The Economics of Credit Cards
Credit cards and other electronic payment vehicles are a large and increasingly important part of how we do business. Credit cards allow consumers all over the world to have instantaneous access to credit to transact in both traditional in-person retail settings and over the Internet with businesses they will never see. In the U.S., we have become accustomed to paying for an increasing share of our purchases through electronic means.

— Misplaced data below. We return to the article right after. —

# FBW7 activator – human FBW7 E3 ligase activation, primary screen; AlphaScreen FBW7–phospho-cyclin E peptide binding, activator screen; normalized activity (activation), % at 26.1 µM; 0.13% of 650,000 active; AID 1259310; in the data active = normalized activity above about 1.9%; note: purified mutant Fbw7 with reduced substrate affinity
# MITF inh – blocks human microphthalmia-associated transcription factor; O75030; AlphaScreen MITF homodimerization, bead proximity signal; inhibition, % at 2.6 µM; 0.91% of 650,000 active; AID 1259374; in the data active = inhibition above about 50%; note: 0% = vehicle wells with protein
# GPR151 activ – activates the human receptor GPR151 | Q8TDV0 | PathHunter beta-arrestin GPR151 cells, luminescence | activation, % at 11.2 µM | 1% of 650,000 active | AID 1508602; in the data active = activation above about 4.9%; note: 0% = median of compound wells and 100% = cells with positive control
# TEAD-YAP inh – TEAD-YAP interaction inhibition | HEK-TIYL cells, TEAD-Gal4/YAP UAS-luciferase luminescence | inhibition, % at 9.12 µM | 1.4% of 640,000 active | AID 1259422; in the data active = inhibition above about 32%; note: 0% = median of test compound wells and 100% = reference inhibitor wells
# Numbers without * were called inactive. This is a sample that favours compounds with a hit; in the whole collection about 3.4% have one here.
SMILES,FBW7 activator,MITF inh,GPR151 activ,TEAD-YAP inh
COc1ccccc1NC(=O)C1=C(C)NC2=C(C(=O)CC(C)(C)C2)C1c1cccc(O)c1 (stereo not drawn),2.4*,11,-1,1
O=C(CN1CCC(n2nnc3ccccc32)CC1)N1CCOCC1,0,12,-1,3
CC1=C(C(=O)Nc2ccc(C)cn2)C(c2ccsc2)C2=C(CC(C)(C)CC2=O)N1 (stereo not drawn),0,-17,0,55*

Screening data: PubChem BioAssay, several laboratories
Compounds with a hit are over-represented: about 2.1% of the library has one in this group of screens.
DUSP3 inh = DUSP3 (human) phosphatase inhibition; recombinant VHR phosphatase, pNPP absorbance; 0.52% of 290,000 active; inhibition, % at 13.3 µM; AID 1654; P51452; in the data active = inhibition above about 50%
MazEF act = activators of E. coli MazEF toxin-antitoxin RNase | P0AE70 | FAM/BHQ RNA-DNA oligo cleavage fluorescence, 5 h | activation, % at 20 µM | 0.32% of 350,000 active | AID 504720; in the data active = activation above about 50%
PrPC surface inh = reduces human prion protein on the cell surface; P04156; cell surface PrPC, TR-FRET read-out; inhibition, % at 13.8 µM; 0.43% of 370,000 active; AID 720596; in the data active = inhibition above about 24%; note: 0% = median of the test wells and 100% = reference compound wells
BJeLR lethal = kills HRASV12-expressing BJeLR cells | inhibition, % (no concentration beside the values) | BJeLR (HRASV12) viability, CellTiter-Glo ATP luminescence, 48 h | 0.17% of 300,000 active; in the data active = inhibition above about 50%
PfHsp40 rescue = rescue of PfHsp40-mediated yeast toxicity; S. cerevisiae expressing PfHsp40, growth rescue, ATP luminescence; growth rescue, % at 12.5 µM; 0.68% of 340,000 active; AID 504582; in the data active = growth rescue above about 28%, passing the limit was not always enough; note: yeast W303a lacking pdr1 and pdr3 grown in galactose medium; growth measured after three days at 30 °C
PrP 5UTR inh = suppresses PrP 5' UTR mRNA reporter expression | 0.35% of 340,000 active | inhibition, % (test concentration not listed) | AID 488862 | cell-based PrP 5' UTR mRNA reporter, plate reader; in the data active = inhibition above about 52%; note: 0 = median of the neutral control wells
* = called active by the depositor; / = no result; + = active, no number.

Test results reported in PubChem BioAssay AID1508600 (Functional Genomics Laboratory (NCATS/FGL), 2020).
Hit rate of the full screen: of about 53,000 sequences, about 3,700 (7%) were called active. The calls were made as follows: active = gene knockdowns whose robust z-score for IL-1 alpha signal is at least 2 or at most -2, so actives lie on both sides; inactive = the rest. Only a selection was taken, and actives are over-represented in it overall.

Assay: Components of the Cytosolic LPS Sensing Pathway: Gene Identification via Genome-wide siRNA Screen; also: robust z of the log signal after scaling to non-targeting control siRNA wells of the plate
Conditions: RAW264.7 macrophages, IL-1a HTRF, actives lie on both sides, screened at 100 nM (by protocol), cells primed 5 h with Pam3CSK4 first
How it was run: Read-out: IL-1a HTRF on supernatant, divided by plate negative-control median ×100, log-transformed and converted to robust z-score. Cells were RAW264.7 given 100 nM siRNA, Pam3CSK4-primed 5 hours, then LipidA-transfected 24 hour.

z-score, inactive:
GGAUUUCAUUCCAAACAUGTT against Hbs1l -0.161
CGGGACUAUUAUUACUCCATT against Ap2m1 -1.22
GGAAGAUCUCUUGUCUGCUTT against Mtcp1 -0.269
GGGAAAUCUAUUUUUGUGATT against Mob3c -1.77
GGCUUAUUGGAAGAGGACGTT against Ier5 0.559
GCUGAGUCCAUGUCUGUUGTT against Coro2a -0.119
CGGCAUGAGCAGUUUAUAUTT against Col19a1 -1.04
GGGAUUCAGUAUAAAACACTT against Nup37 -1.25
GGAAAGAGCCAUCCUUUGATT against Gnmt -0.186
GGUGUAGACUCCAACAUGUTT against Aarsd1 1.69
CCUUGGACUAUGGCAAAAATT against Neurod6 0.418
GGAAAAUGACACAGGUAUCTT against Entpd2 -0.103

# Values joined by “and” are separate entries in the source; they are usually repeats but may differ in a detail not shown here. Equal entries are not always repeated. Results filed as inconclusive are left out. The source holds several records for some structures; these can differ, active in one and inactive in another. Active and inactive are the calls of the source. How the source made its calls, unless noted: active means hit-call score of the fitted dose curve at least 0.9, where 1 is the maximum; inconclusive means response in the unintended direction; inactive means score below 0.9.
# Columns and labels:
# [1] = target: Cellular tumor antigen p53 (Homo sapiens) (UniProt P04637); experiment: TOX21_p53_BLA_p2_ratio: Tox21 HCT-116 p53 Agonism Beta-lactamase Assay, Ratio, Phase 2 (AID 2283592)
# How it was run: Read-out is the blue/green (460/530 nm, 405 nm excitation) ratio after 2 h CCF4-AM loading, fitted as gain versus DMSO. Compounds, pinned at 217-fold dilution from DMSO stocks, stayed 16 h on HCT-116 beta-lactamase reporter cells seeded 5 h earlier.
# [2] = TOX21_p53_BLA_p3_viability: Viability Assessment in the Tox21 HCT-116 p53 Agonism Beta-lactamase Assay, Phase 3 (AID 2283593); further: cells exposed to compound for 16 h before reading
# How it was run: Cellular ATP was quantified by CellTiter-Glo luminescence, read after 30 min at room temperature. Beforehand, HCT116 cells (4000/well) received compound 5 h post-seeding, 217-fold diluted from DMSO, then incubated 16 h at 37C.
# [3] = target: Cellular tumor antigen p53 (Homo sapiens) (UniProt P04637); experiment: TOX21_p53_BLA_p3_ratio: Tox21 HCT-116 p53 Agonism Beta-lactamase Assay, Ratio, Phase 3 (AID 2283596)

But behind their convenience and speed lies an often misunderstood economics of consumer credit, two-sided markets, and network systems. Congressional action to regulate these markets must take into consideration the unique nature of this changing form of currency.
Professor Todd Zywicki and Professor Geoffrey Manne provide an overview of the trends and data related to credit card usage, as well as explain the mechanisms which allow them to exist.